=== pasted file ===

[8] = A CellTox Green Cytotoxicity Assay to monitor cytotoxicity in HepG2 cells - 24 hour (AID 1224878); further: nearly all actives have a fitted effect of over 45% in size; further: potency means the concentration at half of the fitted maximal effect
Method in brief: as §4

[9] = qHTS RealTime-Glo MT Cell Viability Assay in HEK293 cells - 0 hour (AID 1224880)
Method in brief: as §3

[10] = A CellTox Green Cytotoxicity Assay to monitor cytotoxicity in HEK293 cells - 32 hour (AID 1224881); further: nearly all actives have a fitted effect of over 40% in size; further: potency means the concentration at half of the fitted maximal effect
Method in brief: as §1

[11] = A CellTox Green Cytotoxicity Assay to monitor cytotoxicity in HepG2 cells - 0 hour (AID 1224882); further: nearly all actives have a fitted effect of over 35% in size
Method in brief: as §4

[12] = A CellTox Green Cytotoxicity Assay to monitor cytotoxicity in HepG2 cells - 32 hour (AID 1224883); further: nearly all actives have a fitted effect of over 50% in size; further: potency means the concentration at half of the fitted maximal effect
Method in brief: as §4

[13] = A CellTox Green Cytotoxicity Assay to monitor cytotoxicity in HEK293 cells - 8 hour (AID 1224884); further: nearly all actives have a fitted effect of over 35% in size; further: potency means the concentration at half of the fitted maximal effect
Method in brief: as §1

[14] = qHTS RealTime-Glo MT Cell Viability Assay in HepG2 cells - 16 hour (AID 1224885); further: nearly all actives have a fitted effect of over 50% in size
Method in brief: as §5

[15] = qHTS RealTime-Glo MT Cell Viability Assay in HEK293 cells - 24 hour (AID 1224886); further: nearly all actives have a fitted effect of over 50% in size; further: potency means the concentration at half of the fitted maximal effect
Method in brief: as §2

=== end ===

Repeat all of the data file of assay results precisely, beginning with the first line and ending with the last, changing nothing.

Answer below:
[8] = A CellTox Green Cytotoxicity Assay to monitor cytotoxicity in HepG2 cells - 24 hour (AID 1224878); further: nearly all actives have a fitted effect of over 45% in size; further: potency means the concentration at half of the fitted maximal effect
Method in brief: as §4

[9] = qHTS RealTime-Glo MT Cell Viability Assay in HEK293 cells - 0 hour (AID 1224880)
Method in brief: as §3

[10] = A CellTox Green Cytotoxicity Assay to monitor cytotoxicity in HEK293 cells - 32 hour (AID 1224881); further: nearly all actives have a fitted effect of over 40% in size; further: potency means the concentration at half of the fitted maximal effect
Method in brief: as §1

[11] = A CellTox Green Cytotoxicity Assay to monitor cytotoxicity in HepG2 cells - 0 hour (AID 1224882); further: nearly all actives have a fitted effect of over 35% in size
Method in brief: as §4

[12] = A CellTox Green Cytotoxicity Assay to monitor cytotoxicity in HepG2 cells - 32 hour (AID 1224883); further: nearly all actives have a fitted effect of over 50% in size; further: potency means the concentration at half of the fitted maximal effect
Method in brief: as §4

[13] = A CellTox Green Cytotoxicity Assay to monitor cytotoxicity in HEK293 cells - 8 hour (AID 1224884); further: nearly all actives have a fitted effect of over 35% in size; further: potency means the concentration at half of the fitted maximal effect
Method in brief: as §1

[14] = qHTS RealTime-Glo MT Cell Viability Assay in HepG2 cells - 16 hour (AID 1224885); further: nearly all actives have a fitted effect of over 50% in size
Method in brief: as §5

[15] = qHTS RealTime-Glo MT Cell Viability Assay in HEK293 cells - 24 hour (AID 1224886); further: nearly all actives have a fitted effect of over 50% in size; further: potency means the concentration at half of the fitted maximal effect
Method in brief: as §2